All performances and discussions will take place in the NY Live Arts Theater, located at 219 W. 19th St. in Chelsea (Manhattan). Admission ranges from $10 to $60. For a complete schedule, visit or call 212-691-6500.

Most recently, musician, arranger and composer Maxine Roach; flautist and tenor saxophonist Carol Sudhalter; and drummer (bandleader of Jazzberry Jam) Paula Hampton were featured on the panel Women in Jazz (as part of the Maxine Sullivan Women in Jazz Series) at the Bronx Music Heritage Center Lab (1303 Louis Nine Boulevard, near Freeman Street). The Women in Jazz series was co-produced by Virginia Capers, a pianist who resides in the Bronx.

The women discussed their personal experiences of successfully surviving in the male dominated world of jazz. “Women still aren’t well represented, so we are carrying on the tradition,” said Hampton.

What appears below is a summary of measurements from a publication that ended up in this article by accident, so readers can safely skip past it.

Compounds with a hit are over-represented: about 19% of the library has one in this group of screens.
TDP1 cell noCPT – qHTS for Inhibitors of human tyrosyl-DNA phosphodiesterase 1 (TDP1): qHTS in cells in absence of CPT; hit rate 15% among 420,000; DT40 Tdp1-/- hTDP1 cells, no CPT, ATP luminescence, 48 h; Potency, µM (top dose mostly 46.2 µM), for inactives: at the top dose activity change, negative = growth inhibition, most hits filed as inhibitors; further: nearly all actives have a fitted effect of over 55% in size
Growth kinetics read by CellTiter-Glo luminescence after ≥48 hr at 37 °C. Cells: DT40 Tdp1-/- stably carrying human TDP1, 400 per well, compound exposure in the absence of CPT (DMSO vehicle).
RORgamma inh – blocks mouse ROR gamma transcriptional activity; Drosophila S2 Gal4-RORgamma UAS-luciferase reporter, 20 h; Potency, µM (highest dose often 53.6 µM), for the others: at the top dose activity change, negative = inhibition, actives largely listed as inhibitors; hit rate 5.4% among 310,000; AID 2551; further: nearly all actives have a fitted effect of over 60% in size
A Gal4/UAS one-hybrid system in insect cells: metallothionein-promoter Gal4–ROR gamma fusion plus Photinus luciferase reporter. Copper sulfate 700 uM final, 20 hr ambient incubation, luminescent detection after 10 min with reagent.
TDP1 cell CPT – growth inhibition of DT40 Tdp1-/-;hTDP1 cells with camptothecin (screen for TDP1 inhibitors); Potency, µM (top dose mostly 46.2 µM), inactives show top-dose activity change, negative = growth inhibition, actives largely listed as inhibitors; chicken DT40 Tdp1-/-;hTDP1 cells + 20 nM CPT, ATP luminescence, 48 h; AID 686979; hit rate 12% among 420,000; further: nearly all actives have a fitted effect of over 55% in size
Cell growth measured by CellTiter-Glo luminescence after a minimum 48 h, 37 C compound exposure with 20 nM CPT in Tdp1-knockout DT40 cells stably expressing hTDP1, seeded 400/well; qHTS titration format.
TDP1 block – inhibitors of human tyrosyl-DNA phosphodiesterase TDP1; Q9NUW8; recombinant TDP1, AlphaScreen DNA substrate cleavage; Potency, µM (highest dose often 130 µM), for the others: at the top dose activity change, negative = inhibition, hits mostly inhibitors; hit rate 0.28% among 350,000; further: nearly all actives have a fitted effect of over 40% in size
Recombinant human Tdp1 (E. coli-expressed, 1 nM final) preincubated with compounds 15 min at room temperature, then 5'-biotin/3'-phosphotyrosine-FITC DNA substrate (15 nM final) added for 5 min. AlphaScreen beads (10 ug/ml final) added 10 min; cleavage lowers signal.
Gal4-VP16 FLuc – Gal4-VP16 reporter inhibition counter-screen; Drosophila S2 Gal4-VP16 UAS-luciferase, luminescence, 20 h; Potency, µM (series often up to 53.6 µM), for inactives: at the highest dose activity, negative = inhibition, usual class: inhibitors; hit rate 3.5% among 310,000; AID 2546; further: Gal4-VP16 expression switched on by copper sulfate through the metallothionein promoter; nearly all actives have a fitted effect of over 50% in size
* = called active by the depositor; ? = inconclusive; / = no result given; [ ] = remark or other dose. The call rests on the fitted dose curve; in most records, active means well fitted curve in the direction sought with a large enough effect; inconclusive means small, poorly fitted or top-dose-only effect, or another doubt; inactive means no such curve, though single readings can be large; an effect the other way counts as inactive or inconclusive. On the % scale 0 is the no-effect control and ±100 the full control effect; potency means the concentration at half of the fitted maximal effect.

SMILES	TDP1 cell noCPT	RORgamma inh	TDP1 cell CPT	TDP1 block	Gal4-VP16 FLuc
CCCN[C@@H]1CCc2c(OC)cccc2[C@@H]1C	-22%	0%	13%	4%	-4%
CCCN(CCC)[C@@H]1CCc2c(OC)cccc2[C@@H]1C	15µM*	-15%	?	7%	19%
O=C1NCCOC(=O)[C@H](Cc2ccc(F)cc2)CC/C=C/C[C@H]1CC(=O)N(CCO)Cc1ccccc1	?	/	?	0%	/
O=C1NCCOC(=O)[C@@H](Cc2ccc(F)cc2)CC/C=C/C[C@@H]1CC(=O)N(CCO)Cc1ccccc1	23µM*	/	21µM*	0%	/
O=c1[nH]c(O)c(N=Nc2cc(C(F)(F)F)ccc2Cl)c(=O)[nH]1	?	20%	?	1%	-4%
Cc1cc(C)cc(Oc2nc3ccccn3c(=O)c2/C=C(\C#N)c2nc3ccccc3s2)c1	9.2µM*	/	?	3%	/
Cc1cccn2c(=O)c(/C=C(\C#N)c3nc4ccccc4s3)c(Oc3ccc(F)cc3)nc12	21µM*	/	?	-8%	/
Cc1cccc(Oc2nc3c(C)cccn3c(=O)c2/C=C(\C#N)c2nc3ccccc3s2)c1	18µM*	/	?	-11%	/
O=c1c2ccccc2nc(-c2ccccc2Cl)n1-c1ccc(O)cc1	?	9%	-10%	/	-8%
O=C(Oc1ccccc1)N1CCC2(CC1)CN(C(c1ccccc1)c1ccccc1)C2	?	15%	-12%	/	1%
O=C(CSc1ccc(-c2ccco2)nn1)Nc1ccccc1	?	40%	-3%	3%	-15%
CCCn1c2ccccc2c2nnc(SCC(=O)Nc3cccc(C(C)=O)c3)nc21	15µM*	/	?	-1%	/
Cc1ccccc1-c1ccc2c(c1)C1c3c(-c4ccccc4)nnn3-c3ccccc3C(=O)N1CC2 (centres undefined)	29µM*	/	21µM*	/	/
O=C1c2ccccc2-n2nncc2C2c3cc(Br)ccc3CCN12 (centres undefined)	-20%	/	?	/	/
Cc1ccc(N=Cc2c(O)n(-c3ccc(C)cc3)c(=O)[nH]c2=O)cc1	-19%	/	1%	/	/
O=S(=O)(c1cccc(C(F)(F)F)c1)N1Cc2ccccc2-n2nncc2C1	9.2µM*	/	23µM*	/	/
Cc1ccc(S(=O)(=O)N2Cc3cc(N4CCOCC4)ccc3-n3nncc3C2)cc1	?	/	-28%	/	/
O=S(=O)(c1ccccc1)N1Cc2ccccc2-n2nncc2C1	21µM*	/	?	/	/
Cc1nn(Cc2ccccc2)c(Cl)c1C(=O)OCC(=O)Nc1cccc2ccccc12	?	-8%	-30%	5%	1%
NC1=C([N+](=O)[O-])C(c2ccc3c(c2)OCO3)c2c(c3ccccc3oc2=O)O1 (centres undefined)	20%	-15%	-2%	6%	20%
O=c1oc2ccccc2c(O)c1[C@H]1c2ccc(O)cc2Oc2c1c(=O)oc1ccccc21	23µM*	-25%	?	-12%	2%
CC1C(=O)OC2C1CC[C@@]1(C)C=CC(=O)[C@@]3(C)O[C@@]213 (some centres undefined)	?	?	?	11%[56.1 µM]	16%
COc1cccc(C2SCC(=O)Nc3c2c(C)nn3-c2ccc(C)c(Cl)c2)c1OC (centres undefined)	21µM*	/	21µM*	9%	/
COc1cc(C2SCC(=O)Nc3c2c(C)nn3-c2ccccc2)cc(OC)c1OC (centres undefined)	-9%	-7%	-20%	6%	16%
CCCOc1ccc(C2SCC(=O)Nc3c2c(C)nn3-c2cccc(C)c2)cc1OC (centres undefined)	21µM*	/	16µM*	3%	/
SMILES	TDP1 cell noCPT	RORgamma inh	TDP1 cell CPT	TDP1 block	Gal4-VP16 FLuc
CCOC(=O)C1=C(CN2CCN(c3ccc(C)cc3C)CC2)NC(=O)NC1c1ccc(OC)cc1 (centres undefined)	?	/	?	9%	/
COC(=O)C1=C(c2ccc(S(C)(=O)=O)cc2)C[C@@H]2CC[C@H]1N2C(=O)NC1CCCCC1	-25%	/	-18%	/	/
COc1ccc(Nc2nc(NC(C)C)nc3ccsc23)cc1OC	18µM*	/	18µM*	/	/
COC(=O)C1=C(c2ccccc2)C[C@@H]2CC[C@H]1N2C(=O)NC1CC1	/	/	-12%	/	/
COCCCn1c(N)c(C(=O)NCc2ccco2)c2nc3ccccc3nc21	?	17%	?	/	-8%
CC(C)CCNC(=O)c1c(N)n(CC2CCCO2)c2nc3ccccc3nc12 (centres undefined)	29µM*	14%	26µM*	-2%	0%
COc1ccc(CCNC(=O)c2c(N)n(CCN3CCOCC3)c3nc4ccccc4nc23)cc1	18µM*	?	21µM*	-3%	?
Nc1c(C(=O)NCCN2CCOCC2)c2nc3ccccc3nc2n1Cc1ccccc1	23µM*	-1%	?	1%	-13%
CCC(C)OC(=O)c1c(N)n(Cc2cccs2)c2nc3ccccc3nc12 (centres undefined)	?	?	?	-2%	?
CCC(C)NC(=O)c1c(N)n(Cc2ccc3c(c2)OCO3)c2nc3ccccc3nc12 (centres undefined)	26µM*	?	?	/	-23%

Akura Dixon and Quartette Indigo followed the panel. The string quartet featured violinists Gwen Laster, Ina Paris and Patrisa Tomassini, and Dixon, cellist, composer and conductor.

“I started my first string ensemble in the 1970s and have been doing it ever since,” said Dixon. “My music has an Afro-centric flow, so I look for musicians who can play classical music but also know how to improvise and follow the flow.” She grew up in the Bronx and started studying cello in the fourth grade.

The ensemble opened with the standard “Moon River” and moved on to Ahmad Jamal’s “Poinciana,” closing out with a rousing boogey-woogey blues tune that elicited a standing ovation.

The event Bronx Rising! was presented by percussionist, composer, producer and activist Bobby Sanabria, along with Elena Martinez (the co-producer of “From Mambo to Hip Hop: A Bronx Tale”). They are the co-artistic directors of the Bronx Music Heritage Center.

Bronx Rising! is a monthly event curated by Sanabria and Martinez. Although the jazz haven of the Bronx, along with its legacy of Latin music and hip-hop, has lost its buzz they are working diligently to bring the music back to the Bronx. “We are looking to bring back the majestic culture that was taken away,” said Sanabria.